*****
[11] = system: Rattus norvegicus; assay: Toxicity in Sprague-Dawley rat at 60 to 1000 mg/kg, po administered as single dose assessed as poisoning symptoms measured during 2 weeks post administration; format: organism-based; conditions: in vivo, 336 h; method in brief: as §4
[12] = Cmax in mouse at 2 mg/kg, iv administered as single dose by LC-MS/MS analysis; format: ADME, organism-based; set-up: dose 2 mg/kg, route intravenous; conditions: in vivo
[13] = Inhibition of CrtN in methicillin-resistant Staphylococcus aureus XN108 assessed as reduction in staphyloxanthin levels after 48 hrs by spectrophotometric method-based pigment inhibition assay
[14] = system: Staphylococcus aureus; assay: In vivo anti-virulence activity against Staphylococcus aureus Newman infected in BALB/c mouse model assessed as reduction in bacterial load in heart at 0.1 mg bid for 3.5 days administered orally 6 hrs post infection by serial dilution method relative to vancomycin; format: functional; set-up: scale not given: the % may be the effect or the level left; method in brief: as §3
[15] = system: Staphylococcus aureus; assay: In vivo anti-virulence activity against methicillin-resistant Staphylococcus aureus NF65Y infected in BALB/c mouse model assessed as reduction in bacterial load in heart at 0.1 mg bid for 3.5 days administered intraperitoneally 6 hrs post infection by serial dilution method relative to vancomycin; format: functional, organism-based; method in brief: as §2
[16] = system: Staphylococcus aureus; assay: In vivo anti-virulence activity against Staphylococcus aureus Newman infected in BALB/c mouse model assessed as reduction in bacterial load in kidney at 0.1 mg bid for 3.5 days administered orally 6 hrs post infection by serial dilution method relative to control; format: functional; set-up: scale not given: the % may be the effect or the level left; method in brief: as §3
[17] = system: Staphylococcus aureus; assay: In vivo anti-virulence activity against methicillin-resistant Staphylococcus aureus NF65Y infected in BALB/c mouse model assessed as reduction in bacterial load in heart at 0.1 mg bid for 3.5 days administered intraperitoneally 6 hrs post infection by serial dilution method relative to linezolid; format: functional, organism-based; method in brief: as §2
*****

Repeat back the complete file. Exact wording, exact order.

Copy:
[11] = system: Rattus norvegicus; assay: Toxicity in Sprague-Dawley rat at 60 to 1000 mg/kg, po administered as single dose assessed as poisoning symptoms measured during 2 weeks post administration; format: organism-based; conditions: in vivo, 336 h; method in brief: as §4
[12] = Cmax in mouse at 2 mg/kg, iv administered as single dose by LC-MS/MS analysis; format: ADME, organism-based; set-up: dose 2 mg/kg, route intravenous; conditions: in vivo
[13] = Inhibition of CrtN in methicillin-resistant Staphylococcus aureus XN108 assessed as reduction in staphyloxanthin levels after 48 hrs by spectrophotometric method-based pigment inhibition assay
[14] = system: Staphylococcus aureus; assay: In vivo anti-virulence activity against Staphylococcus aureus Newman infected in BALB/c mouse model assessed as reduction in bacterial load in heart at 0.1 mg bid for 3.5 days administered orally 6 hrs post infection by serial dilution method relative to vancomycin; format: functional; set-up: scale not given: the % may be the effect or the level left; method in brief: as §3
[15] = system: Staphylococcus aureus; assay: In vivo anti-virulence activity against methicillin-resistant Staphylococcus aureus NF65Y infected in BALB/c mouse model assessed as reduction in bacterial load in heart at 0.1 mg bid for 3.5 days administered intraperitoneally 6 hrs post infection by serial dilution method relative to vancomycin; format: functional, organism-based; method in brief: as §2
[16] = system: Staphylococcus aureus; assay: In vivo anti-virulence activity against Staphylococcus aureus Newman infected in BALB/c mouse model assessed as reduction in bacterial load in kidney at 0.1 mg bid for 3.5 days administered orally 6 hrs post infection by serial dilution method relative to control; format: functional; set-up: scale not given: the % may be the effect or the level left; method in brief: as §3
[17] = system: Staphylococcus aureus; assay: In vivo anti-virulence activity against methicillin-resistant Staphylococcus aureus NF65Y infected in BALB/c mouse model assessed as reduction in bacterial load in heart at 0.1 mg bid for 3.5 days administered intraperitoneally 6 hrs post infection by serial dilution method relative to linezolid; format: functional, organism-based; method in brief: as §2